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Redshell is a spyware platform that is integrated into many video games.


Redshell is a spyware platform. Its purpose is to collect huge amounts of information about its user's computers to try and connect marketing data (collected through other spyware platforms) to actual results. It fingerprints any computers it is attached too and phones home. It also collects information about how a player has been interacting with the video game that it is embedded in. It's strongly recommended that any programs that embed this spyware are avoided entirely.

Redshell collects a huge amount of information from its users machines

Redshell has confirmed that it collects the following information[1]:

This is obviously a very large amount of information being mined. The purpose of this is to fingerprint the user as well as possible, destroying any kind of anonymity. It goes beyond most spyware programs in the information it collects, by scanning your computer for installed programs and collecting various demographic information about the user. It's very clear that this is a huge amount of personal information to be collecting, despite all of the claims on the official website about how innocent this data is.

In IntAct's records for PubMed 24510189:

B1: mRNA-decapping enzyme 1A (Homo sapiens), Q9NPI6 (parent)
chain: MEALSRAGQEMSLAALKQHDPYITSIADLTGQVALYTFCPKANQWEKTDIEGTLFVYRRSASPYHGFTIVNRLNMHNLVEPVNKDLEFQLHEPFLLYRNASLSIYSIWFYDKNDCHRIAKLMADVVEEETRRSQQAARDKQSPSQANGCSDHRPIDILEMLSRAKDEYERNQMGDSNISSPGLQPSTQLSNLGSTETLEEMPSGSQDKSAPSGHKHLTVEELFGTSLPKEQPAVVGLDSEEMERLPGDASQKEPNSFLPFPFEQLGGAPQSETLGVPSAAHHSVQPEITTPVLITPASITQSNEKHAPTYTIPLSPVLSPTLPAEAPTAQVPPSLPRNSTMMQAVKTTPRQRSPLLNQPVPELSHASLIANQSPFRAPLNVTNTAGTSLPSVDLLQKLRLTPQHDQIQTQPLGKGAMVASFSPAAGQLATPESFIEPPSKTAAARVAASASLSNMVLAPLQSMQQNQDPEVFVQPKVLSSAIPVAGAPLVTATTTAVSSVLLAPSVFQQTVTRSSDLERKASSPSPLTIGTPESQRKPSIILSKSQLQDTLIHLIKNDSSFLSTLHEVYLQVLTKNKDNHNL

Phoning home

Redshell is designed to phone home at its client's (the game developer) whim. Any program using Redshell will phone home with personal information in a way peculiar to that program.

Sharing Information with third parties

Redshell clearly says that it shares any kind of marketing data with third parties[1]:

"For example: Studio X wants to run ads through Google AdWords. When a potential customer clicks on an that ad, they are sent through our tracking link and redirected to the destination set by the studio (in the same way a bitly link works) — usually their game's Steam page. AdWords provides us with unique id for that user and if they end up playing the game, we tell AdWords so they know the ad was effective."

Of course, the words "integrated partner" are used to describe these third parties. The bottom line is that other people are being given this information. There is also an important distinction to make when talking about this: as Redshell's spyware is a product, Redshell does not actually have control over what the buyers of that product can do. So, just because Redshell doesn't sell the information its spyware collects about it's users to third parties, that doesn't mean that the buyers of the product do not or will not sell the information that they collect through Redshell to third parties.